TP53: The Elephant in the Precision Oncology Room

Yogen Saunthararajah, MD
Published: Saturday, Dec 26, 2015
Wake ForestYogen Saunthararajah, MD
Yogen Saunthararajah, MD
 
Professor, Medicine
Co-Leader, Developmental Therapeutics Program
Cleveland Clinic Cancer Institute
Case Comprehensive Cancer Center
Cleveland, OH Strategic Partnership
Today, only three types of nonresectable adult cancers are routinely cured: some types of lymphoma and myeloid leukemia, and testicular cancer (Figure). This overall picture has not changed substantially in the past 20 years, an indication of the extraordinarily high failure rate of drug development in oncology. The costs of this failure rate shifts to patients and their families, contributing to the financial complications of a cancer diagnosis.

One of the central reasons that curing cancer has been so problematic is the dysfunction of TP53, the single most common genetic alteration in cancer. At the Cleveland Clinic, we have been studying ways to overcome the problem of aberrant TP53 activity safely and effectively in several hard-to-treat solid tumors, including through the development of a promising experimental new drug.

Through this research focus, we can answer some of the most basic questions in cancer: Why can we cure some cancers but not others? Why are treatments so arduous? Why does oncology drug development have a 95% failure rate?

These are related questions, with related answers. Most importantly, the conceptual leap needed to render these questions obsolete is laid out clearly before us—for all the scientific complexity appended to cancer, its essence is simple: cells that grow and divide and do not stop.

For cells to grow and divide is completely normal; this defines life. But, abnormal (cancer) is when such growth and division does not cease. Why do the billions of healthy cells dividing in our body cease and desist? The main, natural reason is that the dividing cells arrive at their intended lineage-differentiation fate. Another reason it ceases is that an emergency brake—apoptosis—activates when damage or stress of some sort is sensed, requiring a delay for repair or orderly self destruction.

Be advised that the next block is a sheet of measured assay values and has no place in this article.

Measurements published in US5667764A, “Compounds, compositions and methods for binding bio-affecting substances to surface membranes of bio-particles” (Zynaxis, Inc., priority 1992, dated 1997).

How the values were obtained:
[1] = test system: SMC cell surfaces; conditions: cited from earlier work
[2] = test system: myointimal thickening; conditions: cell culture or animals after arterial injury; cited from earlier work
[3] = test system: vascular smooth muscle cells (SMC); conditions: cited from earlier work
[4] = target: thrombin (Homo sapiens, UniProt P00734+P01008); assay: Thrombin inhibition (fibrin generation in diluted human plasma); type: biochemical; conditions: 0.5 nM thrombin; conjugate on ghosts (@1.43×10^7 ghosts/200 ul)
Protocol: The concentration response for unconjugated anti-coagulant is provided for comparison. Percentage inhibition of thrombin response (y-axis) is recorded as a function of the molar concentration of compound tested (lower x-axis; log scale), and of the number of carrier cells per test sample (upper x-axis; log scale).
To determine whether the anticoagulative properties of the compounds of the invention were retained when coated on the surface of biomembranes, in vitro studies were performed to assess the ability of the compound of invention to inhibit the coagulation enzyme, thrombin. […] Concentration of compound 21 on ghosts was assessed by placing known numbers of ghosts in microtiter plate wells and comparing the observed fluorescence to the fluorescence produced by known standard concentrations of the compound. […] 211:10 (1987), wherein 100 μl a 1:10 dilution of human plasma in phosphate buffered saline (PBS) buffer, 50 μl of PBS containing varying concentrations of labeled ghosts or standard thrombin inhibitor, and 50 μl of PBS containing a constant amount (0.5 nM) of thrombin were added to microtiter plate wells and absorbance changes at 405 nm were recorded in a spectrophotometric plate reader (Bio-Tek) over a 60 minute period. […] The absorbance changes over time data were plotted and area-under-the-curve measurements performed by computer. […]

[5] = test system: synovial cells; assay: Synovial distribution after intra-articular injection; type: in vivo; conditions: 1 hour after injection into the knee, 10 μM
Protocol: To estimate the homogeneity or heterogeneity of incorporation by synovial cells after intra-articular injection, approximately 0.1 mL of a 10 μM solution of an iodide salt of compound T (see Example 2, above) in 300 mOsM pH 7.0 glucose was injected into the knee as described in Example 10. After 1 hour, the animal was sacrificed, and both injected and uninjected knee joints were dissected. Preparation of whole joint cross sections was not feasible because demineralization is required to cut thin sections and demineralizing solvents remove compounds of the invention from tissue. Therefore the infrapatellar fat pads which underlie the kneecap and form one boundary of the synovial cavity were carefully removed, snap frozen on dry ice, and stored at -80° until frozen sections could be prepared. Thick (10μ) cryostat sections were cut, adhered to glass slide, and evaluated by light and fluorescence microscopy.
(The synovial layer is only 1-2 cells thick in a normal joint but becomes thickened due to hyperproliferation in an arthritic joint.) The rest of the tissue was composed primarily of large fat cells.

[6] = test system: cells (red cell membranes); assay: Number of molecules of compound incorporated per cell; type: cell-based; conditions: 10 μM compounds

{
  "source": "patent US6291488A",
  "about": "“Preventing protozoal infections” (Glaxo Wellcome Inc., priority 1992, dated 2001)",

Figure. Global Cancer Incidence and Mortality Rates

World Health Organization. Global cancer incidence and mortality rates/100,000. GLOBOCAN 2012: estimated cancer incidence, mortality and prevalence worldwide in 2012. http://globocan.iarc.fr. Published December 12, 2013. Accessed Octover 12, 2015.

Cancers, to be cancers, must avoid these natural brakes... but, how? Apoptosis is a complex cellular program executed by the master transcription factor p53. Cancer cells, which by their very nature are damaged and/or stressed, frequently physically remove or inactivate the gene for p53 (TP53).

Radiation and the vast majority of current cancer drugs have the intent of inducing apoptosis (cytotoxicity). This is hard to do if p53 is missing.

Meanwhile, normal dividing cells with intact p53 readily undergo apoptosis in response to our severe stressful treatments. In fact, the absence of p53-system alterations distinguishes the disseminated cancers we routinely cure from the ones we do not. Thus, it is a fundamental therapeutic deficiency that we have hundreds of drugs that intend apoptosis, but no drugs that broadly intend differentiation. Why? It is relatively easy to develop treatments that stress or poison cells and turn on the emergency brake in the test tube; this concept for treating cancer was established decades before we knew about p53.

Moreover, at that time we did not understand the complex mechanisms of cell differentiation, and how cancers avoided this routine mode of cell cycle exit.


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